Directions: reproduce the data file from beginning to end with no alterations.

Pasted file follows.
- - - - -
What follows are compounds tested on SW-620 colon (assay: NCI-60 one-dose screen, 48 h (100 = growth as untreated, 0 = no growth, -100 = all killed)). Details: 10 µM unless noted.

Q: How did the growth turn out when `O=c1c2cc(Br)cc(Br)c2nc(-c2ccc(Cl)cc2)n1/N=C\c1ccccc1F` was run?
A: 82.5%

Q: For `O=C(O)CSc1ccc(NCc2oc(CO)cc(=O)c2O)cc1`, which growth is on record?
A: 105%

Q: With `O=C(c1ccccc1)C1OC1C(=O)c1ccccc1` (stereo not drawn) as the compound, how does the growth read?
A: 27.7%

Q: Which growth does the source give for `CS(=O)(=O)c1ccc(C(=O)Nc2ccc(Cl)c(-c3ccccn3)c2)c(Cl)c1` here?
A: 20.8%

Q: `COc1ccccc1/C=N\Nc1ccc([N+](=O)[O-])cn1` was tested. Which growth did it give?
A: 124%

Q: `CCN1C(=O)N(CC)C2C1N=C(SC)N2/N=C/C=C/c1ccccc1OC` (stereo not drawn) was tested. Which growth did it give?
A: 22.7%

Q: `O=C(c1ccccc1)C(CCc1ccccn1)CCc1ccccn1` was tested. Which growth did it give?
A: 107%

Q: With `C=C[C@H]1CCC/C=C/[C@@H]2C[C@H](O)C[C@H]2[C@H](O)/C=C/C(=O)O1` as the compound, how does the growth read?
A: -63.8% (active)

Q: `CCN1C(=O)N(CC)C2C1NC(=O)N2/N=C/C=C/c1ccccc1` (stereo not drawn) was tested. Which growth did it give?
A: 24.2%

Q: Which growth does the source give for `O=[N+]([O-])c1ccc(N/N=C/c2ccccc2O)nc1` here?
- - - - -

What follows are compounds tested on SW-620 colon (assay: NCI-60 one-dose screen, 48 h (100 = growth as untreated, 0 = no growth, -100 = all killed)). Details: 10 µM unless noted.

Q: How did the growth turn out when `O=c1c2cc(Br)cc(Br)c2nc(-c2ccc(Cl)cc2)n1/N=C\c1ccccc1F` was run?
A: 82.5%

Q: For `O=C(O)CSc1ccc(NCc2oc(CO)cc(=O)c2O)cc1`, which growth is on record?
A: 105%

Q: With `O=C(c1ccccc1)C1OC1C(=O)c1ccccc1` (stereo not drawn) as the compound, how does the growth read?
A: 27.7%

Q: Which growth does the source give for `CS(=O)(=O)c1ccc(C(=O)Nc2ccc(Cl)c(-c3ccccn3)c2)c(Cl)c1` here?
A: 20.8%

Q: `COc1ccccc1/C=N\Nc1ccc([N+](=O)[O-])cn1` was tested. Which growth did it give?
A: 124%

Q: `CCN1C(=O)N(CC)C2C1N=C(SC)N2/N=C/C=C/c1ccccc1OC` (stereo not drawn) was tested. Which growth did it give?
A: 22.7%

Q: `O=C(c1ccccc1)C(CCc1ccccn1)CCc1ccccn1` was tested. Which growth did it give?
A: 107%

Q: With `C=C[C@H]1CCC/C=C/[C@@H]2C[C@H](O)C[C@H]2[C@H](O)/C=C/C(=O)O1` as the compound, how does the growth read?
A: -63.8% (active)

Q: `CCN1C(=O)N(CC)C2C1NC(=O)N2/N=C/C=C/c1ccccc1` (stereo not drawn) was tested. Which growth did it give?
A: 24.2%

Q: Which growth does the source give for `O=[N+]([O-])c1ccc(N/N=C/c2ccccc2O)nc1` here?